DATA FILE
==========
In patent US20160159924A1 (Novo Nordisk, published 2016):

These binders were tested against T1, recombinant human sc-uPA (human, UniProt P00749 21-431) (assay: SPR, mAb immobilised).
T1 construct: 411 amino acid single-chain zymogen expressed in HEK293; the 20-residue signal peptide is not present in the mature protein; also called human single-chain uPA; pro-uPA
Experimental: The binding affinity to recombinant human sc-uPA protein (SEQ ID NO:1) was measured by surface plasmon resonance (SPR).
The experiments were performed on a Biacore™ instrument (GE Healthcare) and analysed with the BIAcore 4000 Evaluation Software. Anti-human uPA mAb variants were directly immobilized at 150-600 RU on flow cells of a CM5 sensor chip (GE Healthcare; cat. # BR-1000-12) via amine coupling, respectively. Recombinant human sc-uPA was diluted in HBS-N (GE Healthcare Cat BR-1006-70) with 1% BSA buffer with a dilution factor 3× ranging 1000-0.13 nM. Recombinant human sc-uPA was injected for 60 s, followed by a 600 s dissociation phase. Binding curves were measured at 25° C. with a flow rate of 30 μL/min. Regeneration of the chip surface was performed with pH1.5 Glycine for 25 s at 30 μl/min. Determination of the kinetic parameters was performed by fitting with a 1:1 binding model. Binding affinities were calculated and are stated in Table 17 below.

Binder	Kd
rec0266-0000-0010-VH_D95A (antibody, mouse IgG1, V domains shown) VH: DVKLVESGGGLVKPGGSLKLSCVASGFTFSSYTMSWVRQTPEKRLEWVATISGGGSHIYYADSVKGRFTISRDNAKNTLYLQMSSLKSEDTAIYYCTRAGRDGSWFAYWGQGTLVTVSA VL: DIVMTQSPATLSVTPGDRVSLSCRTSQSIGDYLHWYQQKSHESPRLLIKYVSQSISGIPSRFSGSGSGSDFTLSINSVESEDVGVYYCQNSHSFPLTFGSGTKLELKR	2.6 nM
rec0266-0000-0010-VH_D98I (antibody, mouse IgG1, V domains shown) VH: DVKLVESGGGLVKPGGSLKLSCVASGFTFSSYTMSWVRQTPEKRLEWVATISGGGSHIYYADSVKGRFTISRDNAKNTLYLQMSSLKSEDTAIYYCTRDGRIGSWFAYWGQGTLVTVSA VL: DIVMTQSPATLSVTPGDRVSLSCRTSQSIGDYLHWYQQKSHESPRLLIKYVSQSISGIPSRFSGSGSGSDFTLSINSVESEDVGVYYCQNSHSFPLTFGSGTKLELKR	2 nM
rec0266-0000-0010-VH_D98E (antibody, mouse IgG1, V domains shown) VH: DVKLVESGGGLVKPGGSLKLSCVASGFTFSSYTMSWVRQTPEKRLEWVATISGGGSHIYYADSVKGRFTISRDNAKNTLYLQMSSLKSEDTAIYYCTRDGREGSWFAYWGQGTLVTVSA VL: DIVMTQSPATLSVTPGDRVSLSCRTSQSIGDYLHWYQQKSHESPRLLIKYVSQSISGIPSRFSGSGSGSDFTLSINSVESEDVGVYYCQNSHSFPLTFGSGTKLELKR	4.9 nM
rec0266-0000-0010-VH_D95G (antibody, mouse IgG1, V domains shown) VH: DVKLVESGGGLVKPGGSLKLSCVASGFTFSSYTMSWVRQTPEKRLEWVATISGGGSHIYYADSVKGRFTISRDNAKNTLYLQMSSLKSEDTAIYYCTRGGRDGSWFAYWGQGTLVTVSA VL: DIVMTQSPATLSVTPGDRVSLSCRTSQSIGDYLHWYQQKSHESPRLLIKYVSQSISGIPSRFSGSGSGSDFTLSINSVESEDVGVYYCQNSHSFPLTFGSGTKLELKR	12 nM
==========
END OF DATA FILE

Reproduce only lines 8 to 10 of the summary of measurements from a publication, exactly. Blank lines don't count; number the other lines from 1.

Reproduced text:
rec0266-0000-0010-VH_D98I (antibody, mouse IgG1, V domains shown) VH: DVKLVESGGGLVKPGGSLKLSCVASGFTFSSYTMSWVRQTPEKRLEWVATISGGGSHIYYADSVKGRFTISRDNAKNTLYLQMSSLKSEDTAIYYCTRDGRIGSWFAYWGQGTLVTVSA VL: DIVMTQSPATLSVTPGDRVSLSCRTSQSIGDYLHWYQQKSHESPRLLIKYVSQSISGIPSRFSGSGSGSDFTLSINSVESEDVGVYYCQNSHSFPLTFGSGTKLELKR	2 nM
rec0266-0000-0010-VH_D98E (antibody, mouse IgG1, V domains shown) VH: DVKLVESGGGLVKPGGSLKLSCVASGFTFSSYTMSWVRQTPEKRLEWVATISGGGSHIYYADSVKGRFTISRDNAKNTLYLQMSSLKSEDTAIYYCTRDGREGSWFAYWGQGTLVTVSA VL: DIVMTQSPATLSVTPGDRVSLSCRTSQSIGDYLHWYQQKSHESPRLLIKYVSQSISGIPSRFSGSGSGSDFTLSINSVESEDVGVYYCQNSHSFPLTFGSGTKLELKR	4.9 nM
rec0266-0000-0010-VH_D95G (antibody, mouse IgG1, V domains shown) VH: DVKLVESGGGLVKPGGSLKLSCVASGFTFSSYTMSWVRQTPEKRLEWVATISGGGSHIYYADSVKGRFTISRDNAKNTLYLQMSSLKSEDTAIYYCTRGGRDGSWFAYWGQGTLVTVSA VL: DIVMTQSPATLSVTPGDRVSLSCRTSQSIGDYLHWYQQKSHESPRLLIKYVSQSISGIPSRFSGSGSGSDFTLSINSVESEDVGVYYCQNSHSFPLTFGSGTKLELKR	12 nM